We approach this topic with some feeling of hesitancy lest we be misunderstood, because, not so many years ago, photography, in the popular mind, was supposed to be in some way related to the black arts of the mediaeval ages around which many superstitions were centered. But this is not a ghost story. Photography, although youngest in the sisterhood of Arts, is yet venerable enough to have its traditions, some of which are founded on facts, others on fancy, and the present generation is perhaps influenced more than is realized by practices and imaginations of the past.

Photography in its early days was regarded somewhat as a mystic rite whose secrets were revealed only to the initiated and its operations carried on in dark and mysterious chambers. It is now simplified with practical every day uses, many and varied. Still we have a heritage from the rudimentary and crude ideas of the past which lingers like a shadow to perplex the understanding of many earnest workers even at the present time.

There are many ways in which these old superstitions still persist, and there are many misconceptions in the minds of even some of the most practical workers.

Photographing Superstitions StudioLightMagazine1914 33

FROM AN ARTURA IRIS PRINT

Eastman Professional School Negative

Photographing Superstitions StudioLightMagazine1914 34

For instance, there is a superstition about fog. It's a creepy sort of a thing anyway - this fog. But why look for ulterior and remote causes when most probably the dark-room light and that alone is at fault. The old dark-room lantern which has done valiant service through many campaigns, or Christmas rushes, breaks down at last and its faded tissues become weary in the unending task of standing guard against actinic rays. By imperceptible degrees it has become less and less efficient until at last you can deceive yourself no longer - your negatives are hopelessly veiled. You may be loth to lay blame to an old and trusted friend of the family as it were, but it is useless to blame the plates, and no advantage to change to other and less orthochromatic brands. When the gates are once down a deluge of fog will come to ruin the most beautiful effects and the only real remedy is in discarding that which has worn out in the service. Establish new and safer conditions - the ghosts will no longer haunt you. This is a simple suggestion but surprisingly many might profit thereby.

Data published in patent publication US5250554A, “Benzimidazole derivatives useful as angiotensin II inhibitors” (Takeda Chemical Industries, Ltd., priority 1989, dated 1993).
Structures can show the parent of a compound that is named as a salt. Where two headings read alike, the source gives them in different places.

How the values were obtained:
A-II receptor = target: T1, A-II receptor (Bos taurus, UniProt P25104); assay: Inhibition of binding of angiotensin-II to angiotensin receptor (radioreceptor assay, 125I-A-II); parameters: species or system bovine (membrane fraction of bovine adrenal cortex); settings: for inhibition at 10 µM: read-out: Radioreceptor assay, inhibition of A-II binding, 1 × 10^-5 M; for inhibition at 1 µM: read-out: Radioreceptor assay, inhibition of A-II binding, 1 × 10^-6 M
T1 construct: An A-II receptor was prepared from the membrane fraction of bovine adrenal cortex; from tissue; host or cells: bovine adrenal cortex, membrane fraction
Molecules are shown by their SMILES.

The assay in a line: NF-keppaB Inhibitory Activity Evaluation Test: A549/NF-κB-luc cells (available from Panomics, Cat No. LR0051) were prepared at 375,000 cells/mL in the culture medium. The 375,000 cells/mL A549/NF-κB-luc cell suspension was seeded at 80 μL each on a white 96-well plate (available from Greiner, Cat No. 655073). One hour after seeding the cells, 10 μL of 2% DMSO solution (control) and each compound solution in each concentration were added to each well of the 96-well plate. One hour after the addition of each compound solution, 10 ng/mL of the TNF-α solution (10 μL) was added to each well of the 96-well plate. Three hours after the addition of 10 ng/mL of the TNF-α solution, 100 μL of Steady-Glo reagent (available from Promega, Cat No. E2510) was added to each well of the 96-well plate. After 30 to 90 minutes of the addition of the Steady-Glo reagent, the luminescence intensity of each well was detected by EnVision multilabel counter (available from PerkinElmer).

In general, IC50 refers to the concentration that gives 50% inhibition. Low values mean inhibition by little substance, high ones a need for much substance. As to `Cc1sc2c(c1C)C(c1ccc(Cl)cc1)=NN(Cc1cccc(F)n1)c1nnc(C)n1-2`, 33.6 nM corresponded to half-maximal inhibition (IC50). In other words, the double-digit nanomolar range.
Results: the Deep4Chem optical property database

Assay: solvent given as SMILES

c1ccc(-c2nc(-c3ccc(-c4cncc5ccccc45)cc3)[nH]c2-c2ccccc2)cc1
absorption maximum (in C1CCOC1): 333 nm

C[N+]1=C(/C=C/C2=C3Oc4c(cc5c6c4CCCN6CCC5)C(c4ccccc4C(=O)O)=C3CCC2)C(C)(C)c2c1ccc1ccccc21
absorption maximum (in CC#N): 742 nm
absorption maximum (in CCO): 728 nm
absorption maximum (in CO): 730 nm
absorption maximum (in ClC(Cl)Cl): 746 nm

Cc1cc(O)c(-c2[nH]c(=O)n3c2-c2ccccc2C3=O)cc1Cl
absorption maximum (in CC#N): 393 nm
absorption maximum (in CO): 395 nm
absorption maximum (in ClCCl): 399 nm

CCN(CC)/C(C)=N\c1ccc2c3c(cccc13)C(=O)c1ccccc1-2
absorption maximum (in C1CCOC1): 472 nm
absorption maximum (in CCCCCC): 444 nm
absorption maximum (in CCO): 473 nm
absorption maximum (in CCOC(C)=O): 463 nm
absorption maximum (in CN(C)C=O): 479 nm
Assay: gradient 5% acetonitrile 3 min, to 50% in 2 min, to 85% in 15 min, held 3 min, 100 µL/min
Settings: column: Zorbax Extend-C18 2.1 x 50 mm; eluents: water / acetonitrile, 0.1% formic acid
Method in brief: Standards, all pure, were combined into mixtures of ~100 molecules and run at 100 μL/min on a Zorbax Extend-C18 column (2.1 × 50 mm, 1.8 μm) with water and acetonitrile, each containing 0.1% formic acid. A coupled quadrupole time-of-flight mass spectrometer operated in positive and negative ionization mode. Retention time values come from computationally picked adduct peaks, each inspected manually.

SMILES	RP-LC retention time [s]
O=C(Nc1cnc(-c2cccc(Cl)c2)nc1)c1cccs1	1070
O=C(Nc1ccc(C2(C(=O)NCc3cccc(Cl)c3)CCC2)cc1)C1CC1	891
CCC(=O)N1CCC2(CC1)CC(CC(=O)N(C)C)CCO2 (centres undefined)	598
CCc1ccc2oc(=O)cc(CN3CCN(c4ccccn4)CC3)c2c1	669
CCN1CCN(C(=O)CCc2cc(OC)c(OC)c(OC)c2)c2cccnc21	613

There is another little superstition about the necessity of excluding all light between the negative and the lens when making lantern slides or glass positives by projected light. A lens will not pick up rays falling at oblique angles, and if there are no surface reflections and the illumination through the negative is good, there will be no trouble in obtaining clear transparent positives, even when photographing across an open space. Thus is another little fallacy nailed and photography made that much easier.

The clouds of superstition roll deep when the phenomenon known as "Reversal" occurs and a negative partakes of some of the values of a positive. Here intricate theories and fine spun deductions hold sway. Perhaps, as some theorists claim, a vastly prolonged exposure may produce a true reversal of values and negatives and positives may occur alternately in the latent image as exposure extends from point to point, but this has never been worked out in practice. The most simple and obvious fact is that where reversal occurs some over-anxious worker has examined his plate too frequently and too long during the progress of development. No dark-room light having sufficient visual luminosity to work by is wholly safe. And with this simple fact understood and due precautions taken, the spectre of reversal will vanish, no more to perplex your dreams of perfect results.Who would suspect that superstitions might hover around so prosaic an implement as the hydrometer? Yet this innocent and useful device may cause much trouble and bewilderment.plates than is possible otherwise. There is less superstition about the tank since the basic principles of tank development have become better known and recognized as correct.

Photographing Superstitions StudioLightMagazine1914 35

FROM AN ARTURA IRIS PRINT

Eastman Professional School Negative

Photographing Superstitions StudioLightMagazine1914 36

FROM AN ARTURA IRIS PRINT

Eastman Professional School Negative

Photographing Superstitions StudioLightMagazine1914 37

These are only a few of what may be termed photographic superstitions. The new and untried is not always safe or sure. On the other hand, if we cling too closely to traditions there will be no progress. Some of the new things have come to stay, others, like the fallacies of the past, will gradually disappear and, as time goes on, cease to be remembered.

SIDE LINE ACCOMPLISHMENTS 1BY THE OFFICE BOY

Me an the Boss we wuz 2 a fren of hissens hous an thair wuz a feller thair wot did awl sortz ov funny trix with Kards an things. He dun menny merry-kulus things sutch az taikin mi ingersoll oute ov mi pocket with-oute mi noin it.I ask the Boss wuzzent he wunderphul 2 do that an the Boss sed he had scene times when moast enny won kood hav taikin the hair offen mi hed with-oute mi notin it.

I aint no trantz meedjium so I am wonderin jus wot he ment.

I hav bin praktising sum ov that fellers trix an I tole the

Boss that I felt that I wood B a suckcess at it an he sed he felt shure I wood Bkaus he had newer scene enny won moar sucksesful in slippin plaits in 2 the holders rong side 2 than me, an he thot it wood B wel 4 me 2 inklude jugglin.

The Boss says that he haz knoticed that theze parler enter-taners wot kan pull awl sortz ov munney oute ov other fellerz pokketz, kant xtract mutch frum thair oan.